Why You've Never Heard of This Typeface That Defined the 1980s

By Kelsey Campbell-Dollaghan on at

Apple, Trapper Keeper, and Reebok – three of the most well-known brands of the 1980s, and three companies that used the same futuristic-looking typeface to do it. So why isn't the typeface a classic like other period pieces *cough*Helvetica*cough*? Fate is a funny thing.

Fonts In Use and BrandNew point out the odd case of Motter Tektura, a typeface crested in 1973 by the Austrian designer Othmar Motter, who died in 2010. If you were alive in the late 1970s or most of the'80s, you'll recognise it as the former font used in Apple's early logos, as well as those of the American schoolkids' folders Trapper Keeper and Reebok, which kept it in use well into contemporary times.

Tektura actually played a major role in the evolution of Apple's identity. Before the company adopted it as its logo type, the "bite mark" in the apple had teeth marks. But it was rounded out to fit Tektura's curved "A" letterform, and it stayed that way long after Tektura was retired:

Why You've Never Heard of This Typeface That Defined the 1980s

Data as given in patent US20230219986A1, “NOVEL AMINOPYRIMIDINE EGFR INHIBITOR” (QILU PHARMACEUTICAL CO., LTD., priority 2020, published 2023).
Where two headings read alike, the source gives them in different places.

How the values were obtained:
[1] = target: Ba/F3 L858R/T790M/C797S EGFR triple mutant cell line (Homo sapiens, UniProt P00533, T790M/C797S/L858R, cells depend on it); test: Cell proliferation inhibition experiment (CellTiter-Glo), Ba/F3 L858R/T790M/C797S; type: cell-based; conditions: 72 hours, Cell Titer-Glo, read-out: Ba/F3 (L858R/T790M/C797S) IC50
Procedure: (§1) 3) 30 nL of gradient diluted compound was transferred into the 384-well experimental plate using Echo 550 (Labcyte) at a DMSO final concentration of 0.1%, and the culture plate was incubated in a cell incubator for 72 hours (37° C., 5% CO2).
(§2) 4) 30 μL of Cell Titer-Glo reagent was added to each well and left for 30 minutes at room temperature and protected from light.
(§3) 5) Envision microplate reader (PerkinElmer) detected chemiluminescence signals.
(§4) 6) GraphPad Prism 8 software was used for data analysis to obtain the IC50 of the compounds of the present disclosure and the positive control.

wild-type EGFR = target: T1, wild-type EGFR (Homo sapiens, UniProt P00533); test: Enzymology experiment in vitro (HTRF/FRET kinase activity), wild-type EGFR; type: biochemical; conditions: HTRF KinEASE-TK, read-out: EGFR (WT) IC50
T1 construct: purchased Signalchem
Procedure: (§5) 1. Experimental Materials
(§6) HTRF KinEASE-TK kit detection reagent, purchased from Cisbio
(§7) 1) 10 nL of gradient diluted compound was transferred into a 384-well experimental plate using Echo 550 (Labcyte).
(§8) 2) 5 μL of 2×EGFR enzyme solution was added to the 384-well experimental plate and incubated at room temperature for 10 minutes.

In fact, Apple's in-house typefaces like Chicago even mimic certain aspects of Tektura. Steve Jobs even used it on his business cards in 1979:

Why You've Never Heard of This Typeface That Defined the 1980s

Image: Fancy.

While Motter, and his Tektura, might be household names within the typography world, they certainly aren't well-known to the general public. Yet like famous typefaces like Helvetica and Arial, Tektura played a major role in early consumer technology (and puffy file folders!). So what happened? Well, it's hard to say, but there are a few explanations.

Fonts In Use points out that there's no authorised digital version of Tektura, which would make sense; in 1973, or even 1979, typefaces were still drawn as analogue letterforms. Tektura arrived at the tail end of that era, and seemingly never made the leap. What's more, Font Feed points out that Motter moved away from type design after those successful years, focusing on logos instead.

But deep down, it might have more to do with the endless, rotating wheel of "good taste." Helvetica, a typeface that was designed in 1957, only really saw a resurgence over the past decade. The popularity of "retro" design comes in cyclical waves, after all. Just last week Trapper Keeper announced it was bringing back its own old school puffy sleeves. Perhaps Tektura is almost due for its own renaissance. [BrandNew]